Krampus is a scathing look at what we have turned the holiday season into. A time when we tolerate our relatives, kill each other over doorbusters and feel nothing of the sacrifice of giving. Everybody wants, everybody takes and nobody is giving wholeheartedly. Christmas—the film postulates—has gotten so commercialized and bloated with taking that believing in good ole Saint Nick is almost criminal, a thing to be ridiculed for and mocked about. In short it is no longer cool to like Christmas. When one young boy—Max played by Emjay Anthony—loses all hope for the season, his desperate grief, hatred and innocence lost summons St. Nick’s shadow, Krampus— who comes to show everyone the true meaning of sacrifice and punishing those who dared to take the Yuletide for granted. This terrifying beast lays siege to Max’s neighborhood and his family and they begin a desperate battle for survival.
This is not a nice film, under the shiny veneer of a family film is a cold and nasty monster. The movie wastes no time getting to the good stuff and that stuff is great. The first encounter with Krampus is an intense, haunting and frightening scene that ends with a death that lets you know without doubt that anything could happen to any of the characters. Allow me a brief aside here: the characters in this film are great. All of them are real, all of them are broken people—broken by the society around them, but rest assured they see the errors of their ways (although it may be too little, too late). Dougherty and his writing team did a great job giving us fully fleshed out characters that you can emotionally connect with, and because of that it hurts so much more when they perish. And perish they do! They perish at the hands of demonic toys and creepy elves and Krampus himself.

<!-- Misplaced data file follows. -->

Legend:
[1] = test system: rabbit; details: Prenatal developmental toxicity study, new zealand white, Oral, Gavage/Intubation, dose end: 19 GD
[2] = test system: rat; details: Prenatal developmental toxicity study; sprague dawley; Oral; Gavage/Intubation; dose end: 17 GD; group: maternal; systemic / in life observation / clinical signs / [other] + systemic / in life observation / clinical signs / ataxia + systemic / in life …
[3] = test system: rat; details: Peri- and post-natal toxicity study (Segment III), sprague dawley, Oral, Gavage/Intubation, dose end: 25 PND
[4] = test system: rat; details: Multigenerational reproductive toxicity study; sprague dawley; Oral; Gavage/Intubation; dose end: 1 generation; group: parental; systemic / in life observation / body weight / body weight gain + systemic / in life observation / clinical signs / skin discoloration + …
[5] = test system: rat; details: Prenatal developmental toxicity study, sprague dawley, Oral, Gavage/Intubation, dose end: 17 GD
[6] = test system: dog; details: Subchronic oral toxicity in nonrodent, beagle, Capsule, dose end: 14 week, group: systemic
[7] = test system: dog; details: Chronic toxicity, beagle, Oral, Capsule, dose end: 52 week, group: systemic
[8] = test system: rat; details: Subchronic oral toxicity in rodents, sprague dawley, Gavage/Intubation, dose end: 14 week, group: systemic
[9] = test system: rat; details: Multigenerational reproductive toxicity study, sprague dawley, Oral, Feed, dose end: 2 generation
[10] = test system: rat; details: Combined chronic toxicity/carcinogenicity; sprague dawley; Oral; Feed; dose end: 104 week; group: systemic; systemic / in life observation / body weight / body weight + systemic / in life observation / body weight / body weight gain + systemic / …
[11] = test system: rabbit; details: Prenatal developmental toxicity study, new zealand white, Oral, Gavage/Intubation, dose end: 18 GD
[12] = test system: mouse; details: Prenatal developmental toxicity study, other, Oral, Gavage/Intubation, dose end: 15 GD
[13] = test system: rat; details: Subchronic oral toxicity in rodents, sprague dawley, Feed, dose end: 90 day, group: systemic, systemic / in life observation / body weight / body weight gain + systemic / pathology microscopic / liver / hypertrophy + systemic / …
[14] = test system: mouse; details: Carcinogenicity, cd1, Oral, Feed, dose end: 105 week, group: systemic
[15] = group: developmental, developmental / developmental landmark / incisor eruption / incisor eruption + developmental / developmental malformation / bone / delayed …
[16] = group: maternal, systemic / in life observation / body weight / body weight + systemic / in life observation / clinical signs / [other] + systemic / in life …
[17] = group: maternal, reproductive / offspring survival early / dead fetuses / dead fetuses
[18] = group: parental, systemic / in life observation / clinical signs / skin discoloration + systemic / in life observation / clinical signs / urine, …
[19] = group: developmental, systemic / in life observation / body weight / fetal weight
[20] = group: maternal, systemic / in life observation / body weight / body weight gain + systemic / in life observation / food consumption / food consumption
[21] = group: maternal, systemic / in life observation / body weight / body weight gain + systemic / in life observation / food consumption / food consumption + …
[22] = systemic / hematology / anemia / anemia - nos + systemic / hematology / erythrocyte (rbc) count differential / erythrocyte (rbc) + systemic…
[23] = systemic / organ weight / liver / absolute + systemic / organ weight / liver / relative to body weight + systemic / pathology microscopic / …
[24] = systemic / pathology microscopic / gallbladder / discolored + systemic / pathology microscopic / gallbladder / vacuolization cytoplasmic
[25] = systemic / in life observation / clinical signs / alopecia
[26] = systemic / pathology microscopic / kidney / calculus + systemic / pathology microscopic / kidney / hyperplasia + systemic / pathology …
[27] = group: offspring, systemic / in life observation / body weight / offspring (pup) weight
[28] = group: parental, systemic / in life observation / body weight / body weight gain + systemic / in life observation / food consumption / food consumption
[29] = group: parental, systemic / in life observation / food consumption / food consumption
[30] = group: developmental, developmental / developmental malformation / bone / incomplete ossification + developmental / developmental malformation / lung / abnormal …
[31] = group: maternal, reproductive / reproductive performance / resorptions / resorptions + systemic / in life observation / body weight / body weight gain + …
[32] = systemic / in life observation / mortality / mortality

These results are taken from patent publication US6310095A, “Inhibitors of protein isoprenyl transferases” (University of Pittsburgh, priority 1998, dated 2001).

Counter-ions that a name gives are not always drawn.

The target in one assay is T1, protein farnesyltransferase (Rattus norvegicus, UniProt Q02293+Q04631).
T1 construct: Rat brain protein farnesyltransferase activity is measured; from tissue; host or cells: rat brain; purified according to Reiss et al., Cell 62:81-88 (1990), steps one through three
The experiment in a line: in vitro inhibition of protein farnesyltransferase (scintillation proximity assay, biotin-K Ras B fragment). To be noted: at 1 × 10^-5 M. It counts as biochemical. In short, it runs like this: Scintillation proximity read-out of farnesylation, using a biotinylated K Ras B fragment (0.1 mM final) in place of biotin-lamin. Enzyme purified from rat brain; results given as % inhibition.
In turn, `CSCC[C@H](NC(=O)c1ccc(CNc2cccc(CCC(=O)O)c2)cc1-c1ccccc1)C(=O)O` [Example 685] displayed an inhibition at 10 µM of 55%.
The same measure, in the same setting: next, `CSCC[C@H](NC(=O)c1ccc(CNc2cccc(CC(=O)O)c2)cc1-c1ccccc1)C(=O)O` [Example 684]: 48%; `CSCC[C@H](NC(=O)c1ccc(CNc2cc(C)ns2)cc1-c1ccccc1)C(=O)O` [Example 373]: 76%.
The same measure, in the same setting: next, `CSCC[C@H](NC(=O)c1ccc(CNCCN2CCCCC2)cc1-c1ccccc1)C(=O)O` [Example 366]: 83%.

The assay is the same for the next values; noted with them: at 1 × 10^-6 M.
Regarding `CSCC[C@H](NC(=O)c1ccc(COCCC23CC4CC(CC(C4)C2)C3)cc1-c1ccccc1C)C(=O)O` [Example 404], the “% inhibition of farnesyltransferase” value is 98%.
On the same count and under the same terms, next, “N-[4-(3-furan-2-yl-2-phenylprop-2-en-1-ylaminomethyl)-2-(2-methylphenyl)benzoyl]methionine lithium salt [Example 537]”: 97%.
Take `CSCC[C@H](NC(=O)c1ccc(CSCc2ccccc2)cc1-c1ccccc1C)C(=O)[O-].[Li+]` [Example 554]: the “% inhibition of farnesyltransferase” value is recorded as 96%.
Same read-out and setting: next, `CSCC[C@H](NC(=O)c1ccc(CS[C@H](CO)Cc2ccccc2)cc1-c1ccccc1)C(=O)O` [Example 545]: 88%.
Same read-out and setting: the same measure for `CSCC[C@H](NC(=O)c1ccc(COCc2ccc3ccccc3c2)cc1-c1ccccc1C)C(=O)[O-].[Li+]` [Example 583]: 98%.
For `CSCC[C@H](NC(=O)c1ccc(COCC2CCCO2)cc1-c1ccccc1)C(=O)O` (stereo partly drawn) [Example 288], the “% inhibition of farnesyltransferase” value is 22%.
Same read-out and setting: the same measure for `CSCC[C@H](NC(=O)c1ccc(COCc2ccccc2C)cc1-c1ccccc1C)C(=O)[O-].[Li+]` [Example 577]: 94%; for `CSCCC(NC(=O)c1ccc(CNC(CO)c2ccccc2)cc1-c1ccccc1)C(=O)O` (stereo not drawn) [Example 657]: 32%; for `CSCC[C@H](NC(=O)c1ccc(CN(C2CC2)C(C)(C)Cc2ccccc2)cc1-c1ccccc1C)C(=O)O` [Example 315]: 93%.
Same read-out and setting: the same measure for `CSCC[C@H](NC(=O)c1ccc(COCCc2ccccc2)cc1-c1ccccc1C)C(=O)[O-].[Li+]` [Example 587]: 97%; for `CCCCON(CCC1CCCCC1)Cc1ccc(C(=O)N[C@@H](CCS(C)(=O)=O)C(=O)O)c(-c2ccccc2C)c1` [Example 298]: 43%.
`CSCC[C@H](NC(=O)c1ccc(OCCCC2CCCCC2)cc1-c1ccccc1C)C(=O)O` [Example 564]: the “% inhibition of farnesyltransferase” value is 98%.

(If nothing else you need to see this film for the creature effects. They are horrifying. I will say no more on the matter, except that I loved the reveal of Krampus appearing to wear a Santa skin mask.)
From top to bottom this is a holiday horror classic, similar to Dougherty’s Trick r’ Treat but even more Amblin-esque than that one. It’s dark, mean-spirited but grins at you like one of demonic toys even as it takes a deep and traumatizing bite from your soul. And that ending! What EC madness that was! No spoiler here, but you’ll never see it coming and you’ll be debating it coming out of the theater, I know we were. Truly, Krampus is welcome addition to the Christmas horror genre, limited though it may be, and I cannot wait to traumatize people year after year with it (and Rare Exports and Silent Night, Deadly Night and Gremlins). The film is a fun, horror-filled and darkly comedic good time in the theater and everyone should see it this weekend or at least in theaters, and I hope the lessons it expounds about the season are well received for generations to come.